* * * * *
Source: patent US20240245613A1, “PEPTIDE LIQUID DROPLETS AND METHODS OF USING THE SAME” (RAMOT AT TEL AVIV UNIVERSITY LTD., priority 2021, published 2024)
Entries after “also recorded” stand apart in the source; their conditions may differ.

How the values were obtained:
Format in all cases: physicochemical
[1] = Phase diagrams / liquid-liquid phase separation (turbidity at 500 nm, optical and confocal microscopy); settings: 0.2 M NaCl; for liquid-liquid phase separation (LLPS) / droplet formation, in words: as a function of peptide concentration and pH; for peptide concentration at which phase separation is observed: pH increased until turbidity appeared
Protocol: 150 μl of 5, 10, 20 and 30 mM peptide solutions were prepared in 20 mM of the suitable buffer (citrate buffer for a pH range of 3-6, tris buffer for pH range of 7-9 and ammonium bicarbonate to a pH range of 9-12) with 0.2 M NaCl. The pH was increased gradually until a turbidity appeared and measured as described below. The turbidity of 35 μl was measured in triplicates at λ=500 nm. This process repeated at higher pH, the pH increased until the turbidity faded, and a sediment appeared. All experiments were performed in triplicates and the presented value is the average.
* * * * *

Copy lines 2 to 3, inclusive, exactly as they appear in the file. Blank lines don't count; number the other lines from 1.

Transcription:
Entries after “also recorded” stand apart in the source; their conditions may differ.

How the values were obtained: